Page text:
It was scheduled as an informal meal between ideological friends. But when nine European socialist Finance Ministers assembled on the evening of Nov. 22 at the luxury Brussels Swissotel, they soon dropped the small talk to discuss an initiative that would transform the lives of Europeans. It would raise gasoline prices, discourage people from parking money in such tax havens as Luxembourg, and force countries such as Ireland to raise their corporate rates. "After coordinating our exchange rates with the euro, the next phase is to coordinate our taxes," explained the dinner host, Austrian Finance Minister Rudolf Edlinger.
The tax plan may play a key role in a larger socialist game plan of loosening public spending and imposing more political control over the new European Central Bank. If implemented, the left-wing agenda could slow or even negate the competitive forces the single currency will bring. Although business could benefit from simplifying Europe's complicated and fragmented tax laws, companies are frightened by the prospect of an increase in already high costs. "Unifying taxes is a good idea if it is downwards," says Paul Horne, chief European equity economist for Salomon Smith Barney in London. "But the socialists want to unify upwards because they don't want to cut spending."
To be sure, some of the more radical plans will likely be watered down. Tax measures require unanimous consent among the European Union's 15 members. "It's the last redoubt of national sovereignty, and governments won't give up control easily," says Lucien Thiel, president of the Luxembourg Association of Banks and Bankers. In theory, too, the euro should heighten pressure for cuts. "The euro will make clear all the differences in tax regimes," predicts Jan van der Bigl, senior tax manager for Unilever. Competition between countries could be "a tremendous counterweight" to upward tax pressure in the EU, he adds.
But it's precisely this prospect that has created a left-wing backlash. Oskar Lafontaine, Germany's new Finance Minister who made his Brussels debut at the socialist dinner party, regularly rails against "unfair" tax competition. He has made tax reform a key plank for Germany's six-month-long EU Presidency, which begins on Jan. 1.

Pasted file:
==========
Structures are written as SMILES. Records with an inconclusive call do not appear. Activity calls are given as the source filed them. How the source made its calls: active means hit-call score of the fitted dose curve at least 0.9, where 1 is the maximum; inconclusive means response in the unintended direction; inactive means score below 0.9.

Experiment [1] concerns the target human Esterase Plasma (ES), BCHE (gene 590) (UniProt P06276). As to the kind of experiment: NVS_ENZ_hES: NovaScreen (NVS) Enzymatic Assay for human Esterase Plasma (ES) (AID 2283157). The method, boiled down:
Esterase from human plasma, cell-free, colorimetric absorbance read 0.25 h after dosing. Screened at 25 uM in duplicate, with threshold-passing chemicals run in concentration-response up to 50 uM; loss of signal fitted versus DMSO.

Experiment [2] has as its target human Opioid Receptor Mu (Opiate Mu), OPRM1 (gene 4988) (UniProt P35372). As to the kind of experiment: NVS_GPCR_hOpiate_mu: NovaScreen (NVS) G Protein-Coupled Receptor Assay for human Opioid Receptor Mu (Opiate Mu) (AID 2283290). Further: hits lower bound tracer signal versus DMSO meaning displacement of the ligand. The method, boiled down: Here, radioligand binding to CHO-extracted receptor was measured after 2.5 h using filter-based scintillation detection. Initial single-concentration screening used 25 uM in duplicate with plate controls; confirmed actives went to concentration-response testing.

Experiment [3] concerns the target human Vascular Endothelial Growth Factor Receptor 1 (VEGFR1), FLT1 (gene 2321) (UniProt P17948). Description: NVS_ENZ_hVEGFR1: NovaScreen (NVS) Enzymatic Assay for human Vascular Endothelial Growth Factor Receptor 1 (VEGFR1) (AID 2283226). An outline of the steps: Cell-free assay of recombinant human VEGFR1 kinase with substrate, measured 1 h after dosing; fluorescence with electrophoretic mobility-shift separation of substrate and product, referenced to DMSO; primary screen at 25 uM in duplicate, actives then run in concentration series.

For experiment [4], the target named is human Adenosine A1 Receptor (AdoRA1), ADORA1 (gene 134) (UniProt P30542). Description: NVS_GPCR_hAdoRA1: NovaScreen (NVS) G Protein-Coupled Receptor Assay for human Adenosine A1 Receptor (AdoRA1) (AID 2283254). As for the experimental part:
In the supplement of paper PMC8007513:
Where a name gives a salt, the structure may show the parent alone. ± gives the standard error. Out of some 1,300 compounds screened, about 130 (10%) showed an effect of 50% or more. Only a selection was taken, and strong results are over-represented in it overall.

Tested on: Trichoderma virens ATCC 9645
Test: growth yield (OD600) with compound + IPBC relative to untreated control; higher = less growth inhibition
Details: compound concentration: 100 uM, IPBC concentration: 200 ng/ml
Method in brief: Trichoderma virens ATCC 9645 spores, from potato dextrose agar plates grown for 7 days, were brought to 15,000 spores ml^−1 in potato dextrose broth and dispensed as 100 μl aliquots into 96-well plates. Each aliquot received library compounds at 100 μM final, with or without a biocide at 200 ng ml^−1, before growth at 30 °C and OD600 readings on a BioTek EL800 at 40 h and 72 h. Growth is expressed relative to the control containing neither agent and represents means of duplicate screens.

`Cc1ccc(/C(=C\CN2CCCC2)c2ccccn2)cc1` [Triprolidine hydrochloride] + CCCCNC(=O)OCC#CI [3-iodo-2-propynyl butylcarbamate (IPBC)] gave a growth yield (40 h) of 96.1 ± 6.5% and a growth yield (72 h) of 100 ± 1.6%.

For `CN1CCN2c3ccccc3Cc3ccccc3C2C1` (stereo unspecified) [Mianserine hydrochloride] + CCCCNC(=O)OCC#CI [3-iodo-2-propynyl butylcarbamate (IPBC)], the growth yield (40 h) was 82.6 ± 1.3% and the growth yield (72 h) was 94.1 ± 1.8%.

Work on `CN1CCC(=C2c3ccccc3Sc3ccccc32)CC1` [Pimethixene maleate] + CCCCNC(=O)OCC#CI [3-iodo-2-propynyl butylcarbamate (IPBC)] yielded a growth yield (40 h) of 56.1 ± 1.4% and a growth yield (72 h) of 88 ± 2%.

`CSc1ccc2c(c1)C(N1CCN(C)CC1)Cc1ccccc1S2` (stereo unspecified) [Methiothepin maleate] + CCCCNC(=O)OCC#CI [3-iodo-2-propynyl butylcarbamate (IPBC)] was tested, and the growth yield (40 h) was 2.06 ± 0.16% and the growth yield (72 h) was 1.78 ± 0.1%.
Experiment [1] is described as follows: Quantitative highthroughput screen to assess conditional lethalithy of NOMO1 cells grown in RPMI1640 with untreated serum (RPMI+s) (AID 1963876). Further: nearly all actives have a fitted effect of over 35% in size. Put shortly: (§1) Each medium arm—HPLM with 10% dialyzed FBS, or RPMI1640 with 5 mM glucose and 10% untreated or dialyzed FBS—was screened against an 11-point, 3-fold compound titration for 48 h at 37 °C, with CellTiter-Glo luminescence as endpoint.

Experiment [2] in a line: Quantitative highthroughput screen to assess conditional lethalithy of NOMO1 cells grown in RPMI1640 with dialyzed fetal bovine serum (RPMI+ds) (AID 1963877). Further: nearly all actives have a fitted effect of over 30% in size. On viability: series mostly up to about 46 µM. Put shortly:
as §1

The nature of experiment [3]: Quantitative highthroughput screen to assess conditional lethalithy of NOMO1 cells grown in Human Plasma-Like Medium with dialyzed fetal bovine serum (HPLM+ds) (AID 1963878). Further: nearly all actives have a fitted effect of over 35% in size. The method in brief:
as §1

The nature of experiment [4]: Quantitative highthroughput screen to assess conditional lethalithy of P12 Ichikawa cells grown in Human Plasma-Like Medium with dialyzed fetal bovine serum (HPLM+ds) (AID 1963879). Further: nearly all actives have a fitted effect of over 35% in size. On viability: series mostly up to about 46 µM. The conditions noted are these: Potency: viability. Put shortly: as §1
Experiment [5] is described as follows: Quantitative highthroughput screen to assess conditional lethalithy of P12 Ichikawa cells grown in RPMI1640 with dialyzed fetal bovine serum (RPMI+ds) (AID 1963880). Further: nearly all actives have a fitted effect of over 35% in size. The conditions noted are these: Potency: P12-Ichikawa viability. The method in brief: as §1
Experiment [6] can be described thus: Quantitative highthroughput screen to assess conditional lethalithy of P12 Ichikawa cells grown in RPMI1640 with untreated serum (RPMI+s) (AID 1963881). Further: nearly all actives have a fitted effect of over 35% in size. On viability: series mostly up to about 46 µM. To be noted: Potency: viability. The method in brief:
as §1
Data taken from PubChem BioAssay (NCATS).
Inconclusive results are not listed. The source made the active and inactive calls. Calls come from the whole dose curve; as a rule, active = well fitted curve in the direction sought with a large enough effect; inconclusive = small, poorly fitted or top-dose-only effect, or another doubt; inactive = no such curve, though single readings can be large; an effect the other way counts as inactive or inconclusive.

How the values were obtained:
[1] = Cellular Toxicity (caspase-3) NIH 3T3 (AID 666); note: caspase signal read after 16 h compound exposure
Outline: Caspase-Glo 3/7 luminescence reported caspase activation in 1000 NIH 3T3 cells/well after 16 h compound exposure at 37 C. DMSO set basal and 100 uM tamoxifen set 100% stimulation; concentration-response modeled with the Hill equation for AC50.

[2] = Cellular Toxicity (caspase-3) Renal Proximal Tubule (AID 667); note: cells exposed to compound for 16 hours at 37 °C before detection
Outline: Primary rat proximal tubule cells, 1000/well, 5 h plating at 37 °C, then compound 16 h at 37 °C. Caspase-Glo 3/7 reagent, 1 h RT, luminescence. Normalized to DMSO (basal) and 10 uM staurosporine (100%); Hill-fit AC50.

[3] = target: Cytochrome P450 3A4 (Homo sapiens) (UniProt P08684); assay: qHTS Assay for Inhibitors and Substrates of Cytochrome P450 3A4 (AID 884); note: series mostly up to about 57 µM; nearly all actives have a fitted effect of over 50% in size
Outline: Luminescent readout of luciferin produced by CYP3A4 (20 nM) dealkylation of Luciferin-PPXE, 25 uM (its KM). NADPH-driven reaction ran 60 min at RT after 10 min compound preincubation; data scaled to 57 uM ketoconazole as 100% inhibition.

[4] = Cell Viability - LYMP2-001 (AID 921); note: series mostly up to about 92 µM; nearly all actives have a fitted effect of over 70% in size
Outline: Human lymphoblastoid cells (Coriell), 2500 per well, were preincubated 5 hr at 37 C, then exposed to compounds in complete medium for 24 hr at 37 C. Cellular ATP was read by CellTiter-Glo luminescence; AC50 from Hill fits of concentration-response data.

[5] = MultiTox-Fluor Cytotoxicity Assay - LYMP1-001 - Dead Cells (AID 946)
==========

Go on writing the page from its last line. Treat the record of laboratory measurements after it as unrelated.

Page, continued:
Lafontaine's first target is corporate tax exemptions. At home, he wants to abolish preferential rates for specific industries in return for a cut in corporate taxes from 45% to 35%. The proposal would mean an overall increase in revenues. Abroad, Lafontaine is pushing a European Commission proposal to end 70 tax breaks governments use to draw investment. They range from Belgian exemptions on multinational headquarters to Spanish inducements for investors in the Basque region.
FOR STARTERS. The campaign already is forcing change. Ireland recently announced an end to its special 10% rate for new foreign manufacturing and financial investors. From 2003, all companies in Ireland must pay a 12.5% corporate tax. But Continental socialists want more. "They insist we raise our rates to their level, between 30% and 40%," says one angry Irish official. "We don't agree that everyone should have high taxes." Britain's government also is hesitant to raise its 31% tax on corporate profits. "Tax decisions will be made in Britain, not Brussels," says Chancellor of the Exchequer Gordon Brown.
Another Lafontaine goal is a compulsory 20% withholding tax on interest payments paid to nonresidents. Germans have poured money into Luxembourg and other countries that don't have any such levy. Under the new proposal, all EU governments would either have to impose the tax at the source or report the income to the recipient's home country. Luxembourg objects. And Britain, which also doesn't tax nonresident income, fears the provision could hurt the City. By raising the cost of issuing eurobonds, it could drive that business to Zurich or other financial centers outside the EU, analysts say.
No one disputes that Europe's tax system is a mess. But the main problem is the overall tax burden: Governments in most EU countries take in about half of gross domestic product in taxes compared with a third in the U.S. With deficits down and the euro on the way, Europe has a chance to cut rates. It looks set to miss the opportunity.